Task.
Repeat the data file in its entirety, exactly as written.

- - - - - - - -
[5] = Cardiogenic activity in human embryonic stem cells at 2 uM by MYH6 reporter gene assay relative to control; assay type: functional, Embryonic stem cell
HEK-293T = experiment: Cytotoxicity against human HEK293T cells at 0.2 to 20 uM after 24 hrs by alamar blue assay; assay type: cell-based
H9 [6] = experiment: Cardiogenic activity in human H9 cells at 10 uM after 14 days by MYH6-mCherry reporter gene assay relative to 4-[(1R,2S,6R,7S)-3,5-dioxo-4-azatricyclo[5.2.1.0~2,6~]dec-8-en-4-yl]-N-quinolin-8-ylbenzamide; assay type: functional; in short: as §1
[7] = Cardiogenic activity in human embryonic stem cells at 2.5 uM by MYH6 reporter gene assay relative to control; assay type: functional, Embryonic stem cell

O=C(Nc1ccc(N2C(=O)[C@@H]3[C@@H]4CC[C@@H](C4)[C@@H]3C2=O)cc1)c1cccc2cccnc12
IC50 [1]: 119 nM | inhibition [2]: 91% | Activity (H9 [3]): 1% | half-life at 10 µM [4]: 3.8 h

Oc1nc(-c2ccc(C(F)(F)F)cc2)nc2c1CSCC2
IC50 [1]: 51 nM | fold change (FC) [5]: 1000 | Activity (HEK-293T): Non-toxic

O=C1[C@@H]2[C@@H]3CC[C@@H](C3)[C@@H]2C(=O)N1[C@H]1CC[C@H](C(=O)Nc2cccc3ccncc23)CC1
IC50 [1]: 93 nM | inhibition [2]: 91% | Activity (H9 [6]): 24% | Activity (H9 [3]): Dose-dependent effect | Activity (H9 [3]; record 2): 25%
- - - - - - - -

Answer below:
[5] = Cardiogenic activity in human embryonic stem cells at 2 uM by MYH6 reporter gene assay relative to control; assay type: functional, Embryonic stem cell
HEK-293T = experiment: Cytotoxicity against human HEK293T cells at 0.2 to 20 uM after 24 hrs by alamar blue assay; assay type: cell-based
H9 [6] = experiment: Cardiogenic activity in human H9 cells at 10 uM after 14 days by MYH6-mCherry reporter gene assay relative to 4-[(1R,2S,6R,7S)-3,5-dioxo-4-azatricyclo[5.2.1.0~2,6~]dec-8-en-4-yl]-N-quinolin-8-ylbenzamide; assay type: functional; in short: as §1
[7] = Cardiogenic activity in human embryonic stem cells at 2.5 uM by MYH6 reporter gene assay relative to control; assay type: functional, Embryonic stem cell

O=C(Nc1ccc(N2C(=O)[C@@H]3[C@@H]4CC[C@@H](C4)[C@@H]3C2=O)cc1)c1cccc2cccnc12
IC50 [1]: 119 nM | inhibition [2]: 91% | Activity (H9 [3]): 1% | half-life at 10 µM [4]: 3.8 h

Oc1nc(-c2ccc(C(F)(F)F)cc2)nc2c1CSCC2
IC50 [1]: 51 nM | fold change (FC) [5]: 1000 | Activity (HEK-293T): Non-toxic

O=C1[C@@H]2[C@@H]3CC[C@@H](C3)[C@@H]2C(=O)N1[C@H]1CC[C@H](C(=O)Nc2cccc3ccncc23)CC1
IC50 [1]: 93 nM | inhibition [2]: 91% | Activity (H9 [6]): 24% | Activity (H9 [3]): Dose-dependent effect | Activity (H9 [3]; record 2): 25%